As we are encouraged to share with others what we find to be a treasure for ourselves, I would like to share with you something that I find to be a great treasure that I have received from St. Ignatius: the rules for the discernment of spirits. In the Spiritual Exercises, St. Ignatius gives the retreatant two sets of rules for the discernment of spirits. I am here referring to the first set of rules for the first week of the Spiritual Exercises (nos. 313–327).
Okay. So we hear that St. Ignatius’ contribution to the understanding of the discernment of spirits is a big deal, but what is it exactly? Firstly, it is important to understand what St. Ignatius means by discernment. The word discernment comes from the Latin discernere, which means literally ‘to distinguish, to separate’. But what are we discerning, what are we distinguishing and separating? As the title of the rules tells us, we are discerning the different spirits that are at work within us.
When St. Ignatius was convalescing at Loyola after being injured at war, he daydreamed about chivalrous deeds he would perform to please a certain woman in the Spanish royal court; he also daydreamed about imitating Christ and the saints. He realized that after pondering worldly glory and pleasures, he felt moments of dryness, discontent, uneasiness. On the other hand, after pondering actions done for the sake of Christ, he felt uplifted, energized, content for long periods of time. Upon noticing these different reactions and interior stirrings, St. Ignatius realized that different spirits affected his soul. Some, after having accepted their promptings, led to a feeling of spiritual desolation – interior darkness, confusion, a troubled state of mind – while others, upon taking up their promptings, led to spiritual consolation. He quickly recognized that those spirit leading to spiritual consolations was the Holy Spirit, the good angels, and anything else that brought him closer to God (his friends, the books he read, etc.), while it is the evil spirits who would lead one to spiritual desolation, “the father of lies”, or “the enemy of our human nature”. It is interesting to note that the enemy of our human nature for St. Ignatius, as the spiritual writer Jules Toner and Timothy Gallagher point out, is not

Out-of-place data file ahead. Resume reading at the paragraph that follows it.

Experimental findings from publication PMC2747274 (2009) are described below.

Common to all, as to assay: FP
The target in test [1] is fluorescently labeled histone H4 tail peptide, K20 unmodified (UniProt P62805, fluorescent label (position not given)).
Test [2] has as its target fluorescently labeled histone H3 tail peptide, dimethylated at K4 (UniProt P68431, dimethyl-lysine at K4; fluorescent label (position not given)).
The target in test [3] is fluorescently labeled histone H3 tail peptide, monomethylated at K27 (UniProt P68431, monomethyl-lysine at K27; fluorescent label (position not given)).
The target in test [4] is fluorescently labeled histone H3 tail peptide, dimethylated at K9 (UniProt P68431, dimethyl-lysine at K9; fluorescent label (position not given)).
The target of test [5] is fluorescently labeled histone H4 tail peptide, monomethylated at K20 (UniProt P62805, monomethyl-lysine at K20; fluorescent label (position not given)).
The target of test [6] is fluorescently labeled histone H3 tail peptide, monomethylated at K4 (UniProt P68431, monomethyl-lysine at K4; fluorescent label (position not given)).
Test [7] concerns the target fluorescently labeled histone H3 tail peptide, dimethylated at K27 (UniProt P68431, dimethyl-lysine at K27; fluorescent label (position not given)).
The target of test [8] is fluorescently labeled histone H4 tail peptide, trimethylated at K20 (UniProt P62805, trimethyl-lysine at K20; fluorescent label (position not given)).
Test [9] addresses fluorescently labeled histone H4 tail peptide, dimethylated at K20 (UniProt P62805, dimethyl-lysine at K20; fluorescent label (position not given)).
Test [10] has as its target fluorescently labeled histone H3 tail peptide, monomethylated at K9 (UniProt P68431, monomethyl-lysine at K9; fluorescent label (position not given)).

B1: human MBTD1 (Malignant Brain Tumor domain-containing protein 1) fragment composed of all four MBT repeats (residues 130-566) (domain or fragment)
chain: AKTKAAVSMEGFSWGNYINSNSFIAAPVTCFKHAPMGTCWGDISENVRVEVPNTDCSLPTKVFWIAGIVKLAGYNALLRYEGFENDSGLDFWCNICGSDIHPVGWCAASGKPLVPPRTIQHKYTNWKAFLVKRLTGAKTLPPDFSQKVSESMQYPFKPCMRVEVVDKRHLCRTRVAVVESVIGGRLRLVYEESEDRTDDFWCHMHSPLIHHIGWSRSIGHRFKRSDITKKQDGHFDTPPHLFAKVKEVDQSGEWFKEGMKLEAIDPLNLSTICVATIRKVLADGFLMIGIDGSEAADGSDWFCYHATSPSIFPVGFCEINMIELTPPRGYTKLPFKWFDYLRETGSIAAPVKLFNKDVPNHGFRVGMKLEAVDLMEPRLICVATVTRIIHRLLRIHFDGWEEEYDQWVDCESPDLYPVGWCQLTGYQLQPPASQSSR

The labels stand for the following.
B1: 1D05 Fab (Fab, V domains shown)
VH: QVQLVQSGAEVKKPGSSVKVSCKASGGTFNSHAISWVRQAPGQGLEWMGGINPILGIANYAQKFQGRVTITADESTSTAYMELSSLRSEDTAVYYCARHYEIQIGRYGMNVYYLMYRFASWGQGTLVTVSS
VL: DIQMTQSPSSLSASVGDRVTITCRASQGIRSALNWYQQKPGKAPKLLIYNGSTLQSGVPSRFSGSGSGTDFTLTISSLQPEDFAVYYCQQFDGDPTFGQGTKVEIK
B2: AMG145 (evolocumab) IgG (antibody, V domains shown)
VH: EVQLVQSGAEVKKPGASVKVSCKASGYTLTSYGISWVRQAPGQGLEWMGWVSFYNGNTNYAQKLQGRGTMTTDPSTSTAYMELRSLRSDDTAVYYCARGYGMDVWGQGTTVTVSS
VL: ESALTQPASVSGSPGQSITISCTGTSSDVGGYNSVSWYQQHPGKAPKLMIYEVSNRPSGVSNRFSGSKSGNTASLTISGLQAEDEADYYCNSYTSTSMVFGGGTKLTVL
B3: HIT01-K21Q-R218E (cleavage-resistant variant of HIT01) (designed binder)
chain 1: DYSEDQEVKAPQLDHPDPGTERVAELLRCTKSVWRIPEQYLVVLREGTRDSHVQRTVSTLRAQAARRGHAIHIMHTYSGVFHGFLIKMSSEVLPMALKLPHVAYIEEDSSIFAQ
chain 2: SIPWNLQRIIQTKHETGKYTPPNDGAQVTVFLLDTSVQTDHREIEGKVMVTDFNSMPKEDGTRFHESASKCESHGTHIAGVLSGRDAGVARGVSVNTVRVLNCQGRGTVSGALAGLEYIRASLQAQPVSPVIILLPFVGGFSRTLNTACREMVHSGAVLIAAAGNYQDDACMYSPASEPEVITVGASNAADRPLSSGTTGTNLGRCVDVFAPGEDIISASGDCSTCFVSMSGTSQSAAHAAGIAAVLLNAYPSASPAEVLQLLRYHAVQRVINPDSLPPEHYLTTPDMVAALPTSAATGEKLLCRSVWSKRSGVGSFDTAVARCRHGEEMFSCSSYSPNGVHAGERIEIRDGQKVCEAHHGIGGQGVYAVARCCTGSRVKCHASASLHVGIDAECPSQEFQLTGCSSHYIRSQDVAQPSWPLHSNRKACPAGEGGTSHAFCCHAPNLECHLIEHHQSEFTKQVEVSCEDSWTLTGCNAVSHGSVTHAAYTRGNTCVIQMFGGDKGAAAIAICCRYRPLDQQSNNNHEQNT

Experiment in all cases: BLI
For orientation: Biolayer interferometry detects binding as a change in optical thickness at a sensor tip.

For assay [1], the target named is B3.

the evil spirit but can also be the influence of bad friends, our own fallen nature, concupiscence, or the negative influence of society.
St. Ignatius gives us 14 rules in the first set: the first four are instructive; they shed light on the nature of interior spiritual movements and spiritual consolations and desolations, while the remaining are helpful pointers regarding how to counter spiritual desolation when it comes. It is impossible to delve into all of these rules in this short entry, but I would like to point out the backbone of spiritual discernment, as St. Ignatius gives us in the introduction to the 14 rules: be aware of the interior movements that you are experiencing, understand them – their source, their nature, either the good or bad spirit – and act accordingly, meaning to accept those promptings from the good spirit and reject those from the evil spirit. It sounds simple, but it is not so easy. In this day and age in which we are bombarded by all sorts of stimuli, we often have problems going within ourselves, or in other words, examining the interior movements that happen within us.
My suggestion is to pay attention to the interior movements that you experience. With time you will get good at identifying their source, and ultimately rejecting those that lead to spiritual desolation. Happy discerning!